RE/MAX 440
John F. O'Hara

John F. O'Hara
731 W Skippack Pike  Blue Bell  PA 19422
Phone:  610-277-4060
Office:  215-643-3200
Cell:  267-481-1786
Fax:  267-354-6973

My Blog

How to Repay Debt with a Tax Refund

March 12, 2015 1:54 am

This year, the majority of taxpayers (68 percent) would prefer to pay down their debt with a tax refund instead of growing their personal savings, according to a recent poll by the National Foundation for Credit Counseling® (NFCC).

The NFCC poll found that some taxpayers will use their refunds to pay for basic necessities (15 percent). Others indicated they’d use the funds to grow their savings (11 percent) or to have fun shopping or take a vacation (2 percent). Just four percent of respondents did not know how they would use the refund.

While there are a number of good reasons to become less dependent on tax refunds, it is wise to have a plan ready. In 2014, the average tax refund for individual taxpayers was $3,034 according to the IRS. Compare that to the average credit card debt of $5,047 for adult consumers with credit cards in the previous year, according to a report by CreditCards.com. If the average refund amount were entirely committed to the repayment of the average credit card debt, it could pay it down by more than half.
The NFCC encourages taxpayers to consider the following tips when deciding how to repay debt with their refund:
  • If the debt is costing more than what is being earned from interest on savings, debt repayment should be considered as the top priority.
  • If committing the entire tax refund to repay a debt does not completely erase the balance owed, a plan should be in place to accelerate the payoff of the remaining balance.
  • If using the refund to settle a debt for less than the balance owed, be prepared to pay income tax on the amount forgiven by the creditor.
  • To pay less interest over time, focus on eliminating the higher interest debts first.
  • Once a balance is repaid, avoid replacing it with new debt.
“The most important thing to consider is the impact that debt is having on quality of life,” says Bruce McClary, spokesperson for the NFCC. “Being in a position where savings has to be put on hold while debt takes center stage is not where consumers should be. Placing debt repayment on a faster track while reducing reliance on credit cards and loans will bring people closer to resuming progress toward reaching their personal financial goals.”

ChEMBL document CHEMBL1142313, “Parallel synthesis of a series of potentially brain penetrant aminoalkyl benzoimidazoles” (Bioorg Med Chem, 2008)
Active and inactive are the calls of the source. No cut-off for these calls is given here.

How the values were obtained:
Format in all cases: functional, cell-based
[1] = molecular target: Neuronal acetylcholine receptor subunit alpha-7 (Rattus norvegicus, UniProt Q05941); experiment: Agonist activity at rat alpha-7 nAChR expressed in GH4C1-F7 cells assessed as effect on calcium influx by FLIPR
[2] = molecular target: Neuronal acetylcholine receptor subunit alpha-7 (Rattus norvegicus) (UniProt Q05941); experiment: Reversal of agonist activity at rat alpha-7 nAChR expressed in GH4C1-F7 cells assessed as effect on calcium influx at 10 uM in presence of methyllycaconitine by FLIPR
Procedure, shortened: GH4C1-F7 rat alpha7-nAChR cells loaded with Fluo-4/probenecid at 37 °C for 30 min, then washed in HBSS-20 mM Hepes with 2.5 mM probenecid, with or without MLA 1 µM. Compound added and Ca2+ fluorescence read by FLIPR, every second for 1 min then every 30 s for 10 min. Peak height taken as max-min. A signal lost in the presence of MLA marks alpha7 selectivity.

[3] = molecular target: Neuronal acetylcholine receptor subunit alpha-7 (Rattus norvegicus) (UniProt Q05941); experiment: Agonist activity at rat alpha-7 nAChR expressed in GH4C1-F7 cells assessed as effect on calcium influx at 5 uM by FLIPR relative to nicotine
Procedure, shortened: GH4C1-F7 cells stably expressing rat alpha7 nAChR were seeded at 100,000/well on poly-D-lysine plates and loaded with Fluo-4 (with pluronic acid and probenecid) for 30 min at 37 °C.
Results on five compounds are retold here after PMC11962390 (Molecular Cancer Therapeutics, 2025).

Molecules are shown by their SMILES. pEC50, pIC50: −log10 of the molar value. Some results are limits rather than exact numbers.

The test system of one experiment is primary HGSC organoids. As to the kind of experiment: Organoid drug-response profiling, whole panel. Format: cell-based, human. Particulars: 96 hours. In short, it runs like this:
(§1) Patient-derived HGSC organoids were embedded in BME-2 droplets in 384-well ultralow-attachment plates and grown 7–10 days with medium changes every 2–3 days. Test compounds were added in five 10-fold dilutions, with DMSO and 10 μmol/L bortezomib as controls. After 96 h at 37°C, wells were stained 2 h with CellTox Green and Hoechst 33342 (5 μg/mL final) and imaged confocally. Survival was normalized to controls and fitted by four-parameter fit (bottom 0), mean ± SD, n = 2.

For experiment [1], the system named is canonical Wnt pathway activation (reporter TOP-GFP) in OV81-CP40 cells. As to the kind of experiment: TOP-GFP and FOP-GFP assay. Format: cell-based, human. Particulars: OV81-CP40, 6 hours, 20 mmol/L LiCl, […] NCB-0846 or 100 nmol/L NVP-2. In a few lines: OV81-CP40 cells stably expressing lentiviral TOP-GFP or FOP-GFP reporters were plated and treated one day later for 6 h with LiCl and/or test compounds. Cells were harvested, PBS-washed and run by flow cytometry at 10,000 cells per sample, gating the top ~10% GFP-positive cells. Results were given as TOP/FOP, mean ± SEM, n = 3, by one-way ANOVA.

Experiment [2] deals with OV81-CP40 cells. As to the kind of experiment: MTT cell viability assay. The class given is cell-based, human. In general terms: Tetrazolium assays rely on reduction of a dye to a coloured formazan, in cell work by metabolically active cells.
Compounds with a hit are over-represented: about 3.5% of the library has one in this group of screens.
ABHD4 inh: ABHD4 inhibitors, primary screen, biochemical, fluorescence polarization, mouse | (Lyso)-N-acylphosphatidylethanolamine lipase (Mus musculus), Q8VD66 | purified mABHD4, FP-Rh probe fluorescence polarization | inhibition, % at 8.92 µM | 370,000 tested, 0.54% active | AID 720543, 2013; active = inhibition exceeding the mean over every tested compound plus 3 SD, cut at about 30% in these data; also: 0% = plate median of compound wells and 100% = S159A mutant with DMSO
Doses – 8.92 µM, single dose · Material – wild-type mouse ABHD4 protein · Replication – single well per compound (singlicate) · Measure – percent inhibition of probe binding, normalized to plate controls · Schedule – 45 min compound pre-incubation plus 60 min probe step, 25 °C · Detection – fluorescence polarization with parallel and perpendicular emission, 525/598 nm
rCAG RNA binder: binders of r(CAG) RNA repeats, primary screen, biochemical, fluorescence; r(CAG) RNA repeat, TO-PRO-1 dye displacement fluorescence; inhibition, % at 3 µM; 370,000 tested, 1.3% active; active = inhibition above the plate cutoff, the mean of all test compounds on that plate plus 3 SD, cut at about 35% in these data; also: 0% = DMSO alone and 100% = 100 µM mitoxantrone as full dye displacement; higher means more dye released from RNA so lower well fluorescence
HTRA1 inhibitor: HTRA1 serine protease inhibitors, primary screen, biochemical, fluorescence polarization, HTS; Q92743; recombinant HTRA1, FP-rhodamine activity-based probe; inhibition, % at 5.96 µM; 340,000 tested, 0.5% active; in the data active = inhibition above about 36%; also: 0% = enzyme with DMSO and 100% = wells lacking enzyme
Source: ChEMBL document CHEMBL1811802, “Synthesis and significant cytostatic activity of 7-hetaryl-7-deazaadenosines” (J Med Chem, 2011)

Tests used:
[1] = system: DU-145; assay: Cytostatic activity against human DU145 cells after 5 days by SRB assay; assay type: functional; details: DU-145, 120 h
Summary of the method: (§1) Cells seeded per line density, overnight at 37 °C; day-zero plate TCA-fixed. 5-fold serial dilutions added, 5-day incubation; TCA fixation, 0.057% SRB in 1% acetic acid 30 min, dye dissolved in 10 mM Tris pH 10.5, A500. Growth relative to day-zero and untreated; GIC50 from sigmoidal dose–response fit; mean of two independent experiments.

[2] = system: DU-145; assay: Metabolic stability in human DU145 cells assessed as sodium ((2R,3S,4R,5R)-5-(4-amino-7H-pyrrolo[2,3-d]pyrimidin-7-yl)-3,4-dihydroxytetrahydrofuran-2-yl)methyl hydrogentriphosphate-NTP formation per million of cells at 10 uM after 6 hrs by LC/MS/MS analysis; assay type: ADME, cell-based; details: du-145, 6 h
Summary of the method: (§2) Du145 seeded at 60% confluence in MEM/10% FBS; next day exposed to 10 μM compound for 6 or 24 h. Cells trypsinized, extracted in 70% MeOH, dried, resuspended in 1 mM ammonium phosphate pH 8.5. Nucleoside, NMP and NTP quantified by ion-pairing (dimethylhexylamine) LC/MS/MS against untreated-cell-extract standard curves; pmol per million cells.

Source: NFCC

Published with permission from RISMedia.


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Homebuyers: Identifying Costly Repairs

March 12, 2015 1:54 am

(BPT) - When you're about to buy a house, it's easy to get excited about its great location, spacious floor plan or beautifully decorated interior. Before signing on the dotted line, use this checklist to help avoid some potentially costly surprises and anticipate repairs or upgrades that may be needed.

Roof
- Ask when the current roof was installed. Is it the original roof, or has it been replaced, repaired, or covered over with new shingles in certain spots? Are there known leaks, and if so, where are they? Have any of the leaks caused damage to the attic or interior? Also look at the chimney to see if it's properly sealed around the edges and whether the gutters need repair.

Windows and Doors
– Next, take a look at the windows to see if there is any condensation between the glass panes. If so, it could mean window replacements are in order. Once you get inside the house and close the front door, see if any light is coming through between the edge of the door opening and the wall. This gap is an indicator that the door may need to be replaced since air can escape through it and cause higher energy bills.

Lighting and Electrical
– Throughout the interior rooms, many homes are staged to appeal to buyers with attractive lighting that shows off the space to its best advantage. You may love the way the lamps look in the bedroom, office or kitchen, but more importantly, check out how many electrical outlets there are and whether they are in convenient locations. Also, make sure you check to see if the lamps are masking the fact that there are no ceiling fixtures in each room. Will you need to rig up extension cords or invest in electrical work in order to support all the lamps, ceiling fixtures, appliances and electronics you wish to use?

Furnace
– At the basement level, be sure to check out the heating system. If the current furnace is more than 10 years old, it may be operating at a much lower level of efficiency than the latest manufacturing standards require, resulting in higher energy costs. Newer models can operate at nearly 20 percent higher efficiency than the government minimum standard, for the ultimate in energy efficiency.

Published with permission from RISMedia.


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